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  1. #11
    Ok got to be careful here don't want to sound 2 faced after the ranting but I agree with Mitchejc that the base needs to be strong and sound just like any well engineered structure the foundations are important.

    Now this doesn't mean going bonkers but I'm afraid it does mean much more than you have drawn there. I'm not getting into the Steel/aluminium is better than wood argument because you clearly have your sights set on using wood so go for it.! . . But I'm afraid you'll need much more structrue than what you have there.!

    The other things I see are classic under estimations of forces acting on parts of a CNC machine. Like the gantry sides are too flimsy for there height and when in use they will flex and resonate when short fast back n forth moves are happening while cutting. Just try shaking 20Kg back n forth really really fast to see how it feels and the effect it has on your arms.?

    Single or twin screws depends on what your cutting but your border line on the width for using 2 screws. If your planning on cutting harder material with any intent of decent depths then you'll want twin screws.
    If you stick with single then make the lower spanning brace much wider to help combat racking.

    Z axis design is bad news and will be a proper bitch to setup. Why re-invent the wheel just use the proven concept of rails on front plate bearings on rear it works perfectly and is easy.
    Y axis screw is way too high for my liking and you want to try getting it lower if possible.

    Other things with design to think about is how your going to build it and allow for adjustment etc for setting up.! I don't see much.?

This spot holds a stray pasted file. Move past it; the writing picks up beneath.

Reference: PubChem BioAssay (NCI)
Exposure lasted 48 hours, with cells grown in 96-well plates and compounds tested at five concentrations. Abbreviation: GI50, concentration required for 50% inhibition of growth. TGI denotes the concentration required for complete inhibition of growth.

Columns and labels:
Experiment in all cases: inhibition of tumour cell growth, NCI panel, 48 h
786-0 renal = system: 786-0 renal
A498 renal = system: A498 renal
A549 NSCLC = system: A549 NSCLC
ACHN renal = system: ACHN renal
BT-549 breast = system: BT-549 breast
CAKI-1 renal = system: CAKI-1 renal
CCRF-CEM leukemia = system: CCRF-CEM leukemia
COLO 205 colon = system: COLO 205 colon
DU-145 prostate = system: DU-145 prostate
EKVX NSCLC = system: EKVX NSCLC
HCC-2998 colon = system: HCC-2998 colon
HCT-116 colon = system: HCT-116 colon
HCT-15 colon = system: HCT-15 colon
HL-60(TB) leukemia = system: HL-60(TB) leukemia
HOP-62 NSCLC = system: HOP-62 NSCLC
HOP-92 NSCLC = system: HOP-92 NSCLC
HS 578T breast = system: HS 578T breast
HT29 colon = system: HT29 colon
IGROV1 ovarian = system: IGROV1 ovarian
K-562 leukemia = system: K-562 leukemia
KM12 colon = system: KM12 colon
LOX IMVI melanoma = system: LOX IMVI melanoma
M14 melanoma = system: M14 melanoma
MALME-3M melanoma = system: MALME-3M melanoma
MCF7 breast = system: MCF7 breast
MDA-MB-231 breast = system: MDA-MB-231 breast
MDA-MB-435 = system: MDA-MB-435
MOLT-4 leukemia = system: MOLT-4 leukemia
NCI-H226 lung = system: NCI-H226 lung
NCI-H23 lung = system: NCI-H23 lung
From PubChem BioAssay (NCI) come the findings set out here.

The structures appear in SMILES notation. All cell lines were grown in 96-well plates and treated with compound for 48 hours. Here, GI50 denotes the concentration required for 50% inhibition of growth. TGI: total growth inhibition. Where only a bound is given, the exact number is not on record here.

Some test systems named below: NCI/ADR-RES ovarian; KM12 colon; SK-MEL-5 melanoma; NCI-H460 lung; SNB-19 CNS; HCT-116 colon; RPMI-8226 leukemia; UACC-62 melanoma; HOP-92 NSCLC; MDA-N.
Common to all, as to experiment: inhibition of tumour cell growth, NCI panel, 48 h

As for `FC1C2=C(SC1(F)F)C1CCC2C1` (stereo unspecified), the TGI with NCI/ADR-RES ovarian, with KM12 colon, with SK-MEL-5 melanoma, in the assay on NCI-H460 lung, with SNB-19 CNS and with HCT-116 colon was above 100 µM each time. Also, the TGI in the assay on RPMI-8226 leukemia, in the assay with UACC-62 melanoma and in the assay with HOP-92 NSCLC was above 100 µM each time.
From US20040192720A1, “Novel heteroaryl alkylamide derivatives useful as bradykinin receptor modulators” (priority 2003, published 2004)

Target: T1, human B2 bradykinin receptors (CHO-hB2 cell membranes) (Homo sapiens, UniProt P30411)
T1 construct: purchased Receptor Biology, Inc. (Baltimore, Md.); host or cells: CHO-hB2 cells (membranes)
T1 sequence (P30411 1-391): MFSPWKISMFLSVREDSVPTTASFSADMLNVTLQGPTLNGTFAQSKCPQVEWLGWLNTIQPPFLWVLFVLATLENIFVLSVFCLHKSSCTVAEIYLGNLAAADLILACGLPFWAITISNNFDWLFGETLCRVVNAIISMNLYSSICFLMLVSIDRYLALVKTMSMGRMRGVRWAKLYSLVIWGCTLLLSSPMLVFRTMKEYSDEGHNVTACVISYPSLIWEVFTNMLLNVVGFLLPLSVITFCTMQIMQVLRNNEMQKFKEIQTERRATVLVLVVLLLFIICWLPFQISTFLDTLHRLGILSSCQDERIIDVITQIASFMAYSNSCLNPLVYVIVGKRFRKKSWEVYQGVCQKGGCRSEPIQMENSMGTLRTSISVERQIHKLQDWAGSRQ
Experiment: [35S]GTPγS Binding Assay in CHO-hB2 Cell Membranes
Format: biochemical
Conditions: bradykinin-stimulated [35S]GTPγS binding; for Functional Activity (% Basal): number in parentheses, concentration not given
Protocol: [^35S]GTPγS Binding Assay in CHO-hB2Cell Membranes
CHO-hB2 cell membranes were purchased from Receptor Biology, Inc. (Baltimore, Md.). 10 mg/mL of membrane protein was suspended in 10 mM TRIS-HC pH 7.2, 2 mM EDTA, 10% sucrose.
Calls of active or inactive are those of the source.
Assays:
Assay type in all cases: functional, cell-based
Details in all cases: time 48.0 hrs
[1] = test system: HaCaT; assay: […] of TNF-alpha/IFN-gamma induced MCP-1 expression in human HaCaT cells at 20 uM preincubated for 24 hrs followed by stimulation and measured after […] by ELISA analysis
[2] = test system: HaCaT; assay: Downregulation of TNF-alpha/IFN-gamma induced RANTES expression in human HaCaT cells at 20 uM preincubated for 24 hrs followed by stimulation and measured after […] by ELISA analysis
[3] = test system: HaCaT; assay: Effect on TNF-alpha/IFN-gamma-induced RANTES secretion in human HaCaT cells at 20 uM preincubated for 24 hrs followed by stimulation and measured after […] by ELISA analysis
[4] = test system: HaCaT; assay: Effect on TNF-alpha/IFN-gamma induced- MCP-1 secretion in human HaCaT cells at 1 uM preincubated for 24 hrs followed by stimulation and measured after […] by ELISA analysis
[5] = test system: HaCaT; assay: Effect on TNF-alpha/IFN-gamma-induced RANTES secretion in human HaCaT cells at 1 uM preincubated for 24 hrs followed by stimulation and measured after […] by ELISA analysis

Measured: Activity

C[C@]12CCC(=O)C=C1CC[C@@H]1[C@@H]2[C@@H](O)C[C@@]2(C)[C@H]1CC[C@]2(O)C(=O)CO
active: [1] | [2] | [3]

Also don't forget cable runs etc.

  2. #12
    Hi Jazzcnc, thanks for the feedback.... I hadn't done much calculations of the side supports, so I've now gone back and tried to calculate some forces and deflections. The absolute values are perhaps hard to quantify but the level of improvement is at least relative.

    Initial layout I applied a 500N lateral load to one side, ignoring the opposite side for sake of easy calculations. Load just applied to the top fixing hole of the Section8.
    The analysis show stress concentrations as such.

    Adding some ribs and thickening the bottom plate that holds the carriages, also added the Section 8 to better simulate the load area.

    Stress plot looks much better etc.

    I hadn't correctly put the weight of the spindle and stepper motors in, so even with the extra material thickness I'm at 66Kg. Hopefully keeps with one X axis ballscrew.

    The base, though not detailed is intended to be anchored to a side wall of my garage that it will stand next to. So it won't go for a walk and will further supported. That said I can always beef it up after testing etc.

    For spindle is this the sort of item recommended?
    Is it worth it for a DIY machine?
    If so I'll need to look at the Z axis anyway so will have another go at that. I was wanting to keep the offset from the Y axis down. Many designs seem to have a large distance, increasing the moment and forces from the cutter. I was looking reduce the offset.
    I'll have another think.... and revisit the layout.

    What sort of DOC is normal from Gantry type machines? Tying to get a feel for the forces to expect.

    I can see the costs running away a bit on this project
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